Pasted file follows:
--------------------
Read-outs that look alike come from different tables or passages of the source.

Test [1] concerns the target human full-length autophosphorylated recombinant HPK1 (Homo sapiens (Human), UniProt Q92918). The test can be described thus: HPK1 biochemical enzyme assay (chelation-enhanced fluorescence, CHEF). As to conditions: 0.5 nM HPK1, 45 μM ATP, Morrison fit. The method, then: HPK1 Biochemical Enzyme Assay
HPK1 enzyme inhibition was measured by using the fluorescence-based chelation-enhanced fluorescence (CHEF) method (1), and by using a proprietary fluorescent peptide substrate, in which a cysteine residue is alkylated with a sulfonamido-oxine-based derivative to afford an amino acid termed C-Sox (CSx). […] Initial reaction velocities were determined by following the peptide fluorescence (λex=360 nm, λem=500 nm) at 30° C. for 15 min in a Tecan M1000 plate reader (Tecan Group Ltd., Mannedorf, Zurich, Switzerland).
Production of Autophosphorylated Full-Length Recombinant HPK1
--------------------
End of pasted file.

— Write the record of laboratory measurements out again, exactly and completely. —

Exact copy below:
Read-outs that look alike come from different tables or passages of the source.

Test [1] concerns the target human full-length autophosphorylated recombinant HPK1 (Homo sapiens (Human), UniProt Q92918). The test can be described thus: HPK1 biochemical enzyme assay (chelation-enhanced fluorescence, CHEF). As to conditions: 0.5 nM HPK1, 45 μM ATP, Morrison fit. The method, then: HPK1 Biochemical Enzyme Assay
HPK1 enzyme inhibition was measured by using the fluorescence-based chelation-enhanced fluorescence (CHEF) method (1), and by using a proprietary fluorescent peptide substrate, in which a cysteine residue is alkylated with a sulfonamido-oxine-based derivative to afford an amino acid termed C-Sox (CSx). […] Initial reaction velocities were determined by following the peptide fluorescence (λex=360 nm, λem=500 nm) at 30° C. for 15 min in a Tecan M1000 plate reader (Tecan Group Ltd., Mannedorf, Zurich, Switzerland).
Production of Autophosphorylated Full-Length Recombinant HPK1